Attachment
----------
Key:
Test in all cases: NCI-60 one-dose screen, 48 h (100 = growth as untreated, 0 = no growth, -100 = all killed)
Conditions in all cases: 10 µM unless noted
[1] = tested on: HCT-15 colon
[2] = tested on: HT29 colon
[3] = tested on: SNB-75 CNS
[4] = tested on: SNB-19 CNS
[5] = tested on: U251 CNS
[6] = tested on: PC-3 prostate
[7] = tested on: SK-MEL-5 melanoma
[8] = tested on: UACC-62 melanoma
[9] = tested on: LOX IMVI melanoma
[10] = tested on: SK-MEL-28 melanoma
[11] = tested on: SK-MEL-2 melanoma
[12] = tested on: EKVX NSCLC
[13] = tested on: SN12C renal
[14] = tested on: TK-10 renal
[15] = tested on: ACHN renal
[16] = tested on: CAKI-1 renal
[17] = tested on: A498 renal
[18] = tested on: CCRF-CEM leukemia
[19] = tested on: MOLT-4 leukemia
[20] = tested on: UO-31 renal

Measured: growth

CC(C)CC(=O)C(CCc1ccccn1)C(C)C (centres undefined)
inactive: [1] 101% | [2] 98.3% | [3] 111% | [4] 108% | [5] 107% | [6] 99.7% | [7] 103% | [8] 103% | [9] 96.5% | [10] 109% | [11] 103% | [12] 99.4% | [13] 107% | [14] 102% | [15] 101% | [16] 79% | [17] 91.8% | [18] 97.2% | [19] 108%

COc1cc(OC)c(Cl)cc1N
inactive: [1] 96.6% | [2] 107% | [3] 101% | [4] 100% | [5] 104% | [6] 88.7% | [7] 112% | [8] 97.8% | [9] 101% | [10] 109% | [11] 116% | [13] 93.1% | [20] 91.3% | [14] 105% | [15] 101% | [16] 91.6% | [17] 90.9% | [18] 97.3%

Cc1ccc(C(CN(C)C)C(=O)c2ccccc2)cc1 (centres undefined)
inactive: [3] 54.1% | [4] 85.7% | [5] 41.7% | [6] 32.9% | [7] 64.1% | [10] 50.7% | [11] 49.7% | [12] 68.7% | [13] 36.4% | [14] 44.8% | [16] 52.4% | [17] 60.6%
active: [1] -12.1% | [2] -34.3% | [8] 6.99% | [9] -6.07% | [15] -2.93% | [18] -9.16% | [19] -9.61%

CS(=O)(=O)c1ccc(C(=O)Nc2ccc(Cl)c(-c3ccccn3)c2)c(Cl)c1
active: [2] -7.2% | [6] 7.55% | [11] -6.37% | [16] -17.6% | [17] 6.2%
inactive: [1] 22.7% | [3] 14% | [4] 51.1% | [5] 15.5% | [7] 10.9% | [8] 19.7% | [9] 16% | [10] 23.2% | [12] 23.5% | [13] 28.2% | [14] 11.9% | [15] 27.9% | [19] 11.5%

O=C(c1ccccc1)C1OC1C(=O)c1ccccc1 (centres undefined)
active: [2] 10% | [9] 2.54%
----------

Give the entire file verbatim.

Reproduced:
Key:
Test in all cases: NCI-60 one-dose screen, 48 h (100 = growth as untreated, 0 = no growth, -100 = all killed)
Conditions in all cases: 10 µM unless noted
[1] = tested on: HCT-15 colon
[2] = tested on: HT29 colon
[3] = tested on: SNB-75 CNS
[4] = tested on: SNB-19 CNS
[5] = tested on: U251 CNS
[6] = tested on: PC-3 prostate
[7] = tested on: SK-MEL-5 melanoma
[8] = tested on: UACC-62 melanoma
[9] = tested on: LOX IMVI melanoma
[10] = tested on: SK-MEL-28 melanoma
[11] = tested on: SK-MEL-2 melanoma
[12] = tested on: EKVX NSCLC
[13] = tested on: SN12C renal
[14] = tested on: TK-10 renal
[15] = tested on: ACHN renal
[16] = tested on: CAKI-1 renal
[17] = tested on: A498 renal
[18] = tested on: CCRF-CEM leukemia
[19] = tested on: MOLT-4 leukemia
[20] = tested on: UO-31 renal

Measured: growth

CC(C)CC(=O)C(CCc1ccccn1)C(C)C (centres undefined)
inactive: [1] 101% | [2] 98.3% | [3] 111% | [4] 108% | [5] 107% | [6] 99.7% | [7] 103% | [8] 103% | [9] 96.5% | [10] 109% | [11] 103% | [12] 99.4% | [13] 107% | [14] 102% | [15] 101% | [16] 79% | [17] 91.8% | [18] 97.2% | [19] 108%

COc1cc(OC)c(Cl)cc1N
inactive: [1] 96.6% | [2] 107% | [3] 101% | [4] 100% | [5] 104% | [6] 88.7% | [7] 112% | [8] 97.8% | [9] 101% | [10] 109% | [11] 116% | [13] 93.1% | [20] 91.3% | [14] 105% | [15] 101% | [16] 91.6% | [17] 90.9% | [18] 97.3%

Cc1ccc(C(CN(C)C)C(=O)c2ccccc2)cc1 (centres undefined)
inactive: [3] 54.1% | [4] 85.7% | [5] 41.7% | [6] 32.9% | [7] 64.1% | [10] 50.7% | [11] 49.7% | [12] 68.7% | [13] 36.4% | [14] 44.8% | [16] 52.4% | [17] 60.6%
active: [1] -12.1% | [2] -34.3% | [8] 6.99% | [9] -6.07% | [15] -2.93% | [18] -9.16% | [19] -9.61%

CS(=O)(=O)c1ccc(C(=O)Nc2ccc(Cl)c(-c3ccccn3)c2)c(Cl)c1
active: [2] -7.2% | [6] 7.55% | [11] -6.37% | [16] -17.6% | [17] 6.2%
inactive: [1] 22.7% | [3] 14% | [4] 51.1% | [5] 15.5% | [7] 10.9% | [8] 19.7% | [9] 16% | [10] 23.2% | [12] 23.5% | [13] 28.2% | [14] 11.9% | [15] 27.9% | [19] 11.5%

O=C(c1ccccc1)C1OC1C(=O)c1ccccc1 (centres undefined)
active: [2] 10% | [9] 2.54%